Digiday+ Research: Half of publishers are already using generative AI — and more will follow

Interested in sharing your perspectives on the media and marketing industries? Join the Digiday research panel.

Generative artificial intelligence technology has become inescapable in almost every industry. Just ask ChatGPT — it will take mere seconds to tell you all about it. In publishing specifically, there’s been significant talk about how to apply generative AI technology, and whether to apply it at all.

Digiday+ Research surveyed 72 publisher professionals and found that, when it comes to generative AI, publishers are split down the middle — and use of the technology is poised to grow in the media industry.

It turns out that nearly half of publishers are already using generative AI technology, Digiday’s survey found. To be exact, 49% of publisher pros said their companies currently use generative AI, and 51% said their companies are not making use of the technology — yet.

Of the publishers who said they’re not currently using generative AI, more than half (54%) said they plan on incorporating the technology sometime in the next year. Although, 46% of those not using generative AI said they have no plans to start in the next 12 months.

The amount of interest in generative AI among publishers shows the role the technology is already playing in the media industry, and even how much further it is likely to go.

It’s worth noting that BuzzFeed, BridgeTower Media, Forbes, Ingenio and Trusted Media Brands now have dedicated teams for overseeing their own AI initiatives — which run the gamut from determining how to test AI and developing company policies on AI and machine learning, to looking at how AI can cut down on the use of third-party vendors and creating new AI-based products.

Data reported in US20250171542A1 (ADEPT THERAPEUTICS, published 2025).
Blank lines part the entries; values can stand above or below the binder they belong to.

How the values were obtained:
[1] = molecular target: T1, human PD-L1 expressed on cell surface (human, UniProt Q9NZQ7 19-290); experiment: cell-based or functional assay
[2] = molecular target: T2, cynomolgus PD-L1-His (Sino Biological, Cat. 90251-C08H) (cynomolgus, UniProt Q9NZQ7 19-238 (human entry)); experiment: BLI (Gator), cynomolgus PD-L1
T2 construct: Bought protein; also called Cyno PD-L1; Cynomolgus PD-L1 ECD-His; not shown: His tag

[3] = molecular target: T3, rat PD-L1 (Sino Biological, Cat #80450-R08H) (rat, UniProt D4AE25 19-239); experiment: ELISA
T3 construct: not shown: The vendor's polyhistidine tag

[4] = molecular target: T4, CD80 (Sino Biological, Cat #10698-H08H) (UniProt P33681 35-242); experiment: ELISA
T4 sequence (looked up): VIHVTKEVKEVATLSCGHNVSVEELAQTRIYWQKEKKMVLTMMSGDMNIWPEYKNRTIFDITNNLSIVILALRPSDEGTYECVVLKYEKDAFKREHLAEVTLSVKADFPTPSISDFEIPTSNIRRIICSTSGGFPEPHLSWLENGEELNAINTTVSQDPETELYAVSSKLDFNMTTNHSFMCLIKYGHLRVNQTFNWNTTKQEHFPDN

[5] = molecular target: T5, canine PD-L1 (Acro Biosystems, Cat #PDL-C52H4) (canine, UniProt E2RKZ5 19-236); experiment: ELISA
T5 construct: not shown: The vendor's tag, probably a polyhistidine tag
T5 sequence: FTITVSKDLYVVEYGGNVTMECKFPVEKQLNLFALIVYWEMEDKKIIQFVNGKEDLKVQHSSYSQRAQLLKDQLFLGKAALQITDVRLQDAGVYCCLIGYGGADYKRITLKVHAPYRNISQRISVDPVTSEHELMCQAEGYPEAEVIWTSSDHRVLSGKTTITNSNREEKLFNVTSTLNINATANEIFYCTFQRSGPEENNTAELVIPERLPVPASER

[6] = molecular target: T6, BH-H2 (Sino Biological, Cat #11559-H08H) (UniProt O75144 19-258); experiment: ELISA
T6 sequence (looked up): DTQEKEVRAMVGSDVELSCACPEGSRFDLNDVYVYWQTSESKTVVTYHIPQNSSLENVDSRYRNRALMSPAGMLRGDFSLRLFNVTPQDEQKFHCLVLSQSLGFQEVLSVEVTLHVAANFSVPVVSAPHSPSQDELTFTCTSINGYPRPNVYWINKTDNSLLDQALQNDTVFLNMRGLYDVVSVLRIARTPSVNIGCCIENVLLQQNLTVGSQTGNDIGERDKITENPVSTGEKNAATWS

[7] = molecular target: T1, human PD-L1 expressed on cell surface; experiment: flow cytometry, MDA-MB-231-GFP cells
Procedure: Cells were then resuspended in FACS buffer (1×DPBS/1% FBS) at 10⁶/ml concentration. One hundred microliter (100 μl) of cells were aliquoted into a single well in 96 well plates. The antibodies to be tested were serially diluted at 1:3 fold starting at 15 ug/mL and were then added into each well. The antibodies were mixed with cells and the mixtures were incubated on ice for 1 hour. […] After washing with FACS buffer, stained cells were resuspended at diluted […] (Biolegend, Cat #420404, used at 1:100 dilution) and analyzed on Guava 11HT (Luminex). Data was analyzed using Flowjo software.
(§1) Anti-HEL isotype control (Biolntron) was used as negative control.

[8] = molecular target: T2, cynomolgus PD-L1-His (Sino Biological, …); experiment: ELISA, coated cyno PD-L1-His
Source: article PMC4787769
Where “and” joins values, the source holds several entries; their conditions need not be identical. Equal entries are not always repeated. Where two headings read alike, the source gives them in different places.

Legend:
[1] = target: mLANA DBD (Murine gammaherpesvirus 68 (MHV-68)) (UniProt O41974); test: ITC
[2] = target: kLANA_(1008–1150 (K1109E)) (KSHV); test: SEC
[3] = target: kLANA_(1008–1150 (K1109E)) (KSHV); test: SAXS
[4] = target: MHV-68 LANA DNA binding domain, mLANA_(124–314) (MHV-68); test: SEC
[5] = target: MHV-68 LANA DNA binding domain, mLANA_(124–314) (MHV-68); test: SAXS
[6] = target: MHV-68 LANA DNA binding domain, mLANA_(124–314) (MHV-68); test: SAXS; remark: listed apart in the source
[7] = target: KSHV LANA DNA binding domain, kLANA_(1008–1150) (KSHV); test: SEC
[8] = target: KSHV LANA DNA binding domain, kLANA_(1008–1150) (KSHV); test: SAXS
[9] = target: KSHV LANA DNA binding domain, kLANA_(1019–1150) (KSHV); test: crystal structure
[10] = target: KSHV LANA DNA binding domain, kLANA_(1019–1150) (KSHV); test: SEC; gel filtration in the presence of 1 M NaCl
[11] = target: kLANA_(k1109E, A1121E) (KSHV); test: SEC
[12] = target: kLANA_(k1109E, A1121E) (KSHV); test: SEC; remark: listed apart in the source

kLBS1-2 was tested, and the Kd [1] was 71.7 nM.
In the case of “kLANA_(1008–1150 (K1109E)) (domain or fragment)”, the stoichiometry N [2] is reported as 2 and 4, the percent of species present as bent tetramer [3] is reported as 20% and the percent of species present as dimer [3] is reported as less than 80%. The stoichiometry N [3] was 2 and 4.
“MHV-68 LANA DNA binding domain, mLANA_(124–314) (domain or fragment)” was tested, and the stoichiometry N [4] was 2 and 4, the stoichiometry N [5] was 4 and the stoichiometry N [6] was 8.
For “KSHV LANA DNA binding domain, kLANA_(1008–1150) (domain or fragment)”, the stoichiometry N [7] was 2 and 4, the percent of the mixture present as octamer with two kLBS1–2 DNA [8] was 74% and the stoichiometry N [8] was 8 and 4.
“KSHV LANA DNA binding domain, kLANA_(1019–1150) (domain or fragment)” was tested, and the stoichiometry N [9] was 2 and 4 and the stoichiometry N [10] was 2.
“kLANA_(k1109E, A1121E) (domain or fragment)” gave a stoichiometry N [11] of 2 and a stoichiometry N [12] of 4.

Meanwhile, Ingenio used generative AI to publish more than 11,000 articles and created a chatbot using the technology. And BuzzFeed, Dotdash Meredith, Gannett and The Arena Group have expressed that generative AI will be an area of focus as they look to cut costs and and find new revenue opportunities in a tough media market.

Among the publishers who said in Digiday’s survey that they’re already using generative AI, the largest percentage said they’re using the technology for writing copy. Nearly two-thirds of publisher pros using generative AI (63%) said this, followed by 49% who said they use the technology for research, and 46% who said they use generative AI for marketing purposes.

Forty percent of publisher pros told Digiday they’re using generative AI for content creation, and just over a quarter (26%) said they use the technology for data management — rounding out the top five uses of generative AI among publishers.

Notably, 14% of publishers said they’re using generative AI in areas not included on Digiday’s list. Some of the “other” ways publishers are incorporating generative AI into their operations include search engine optimization (a strategy shared by Ingenio, Team Whistle, BuzzFeed and Gannett), creating artwork for articles, coding and business communications.

As part of the Digiday+ community, don’t miss our member-only live analysis on how publishers are using AI. Tomorrow at 2 p.m. ET, Digiday Media research director Li Lu and Digiday senior media reporter Sara Guaglione will reveal the results of the AI installment of Digiday’s research series on emerging technologies. They’ll discuss how publishers are fueling data-driven personalization efforts, what natural language processors, like AI chatbots, publishers are using and where publishers expect growth with generative AI. Register for this virtual event.


More in Media

YouTube is under fire again, this time over child protection

Adalytics Research asks, ‘Are YouTube advertisers inadvertently harvesting data from millions of children?’

Illustration of a puzzle that spells out the word 'media.'

Media Briefing: Publishers pump up per-subscriber revenue amid ad revenue declines

Publishers’ Q2 earnings reveal digital advertising is still in a tight spot, but digital subscriptions are picking up steam.

Lessons for AI from the ad-tech era: ‘We’re living in a memory-less world’

Experts reflect how the failures of social media and online advertising can help the industry improve the next era of innovation.